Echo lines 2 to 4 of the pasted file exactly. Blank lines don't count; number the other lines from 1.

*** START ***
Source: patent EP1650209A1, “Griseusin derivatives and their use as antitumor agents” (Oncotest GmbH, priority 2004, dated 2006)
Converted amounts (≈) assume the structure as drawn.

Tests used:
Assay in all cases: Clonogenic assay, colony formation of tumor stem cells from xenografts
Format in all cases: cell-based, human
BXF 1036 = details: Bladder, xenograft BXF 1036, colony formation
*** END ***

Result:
Converted amounts (≈) assume the structure as drawn.

Tests used:
Assay in all cases: Clonogenic assay, colony formation of tumor stem cells from xenografts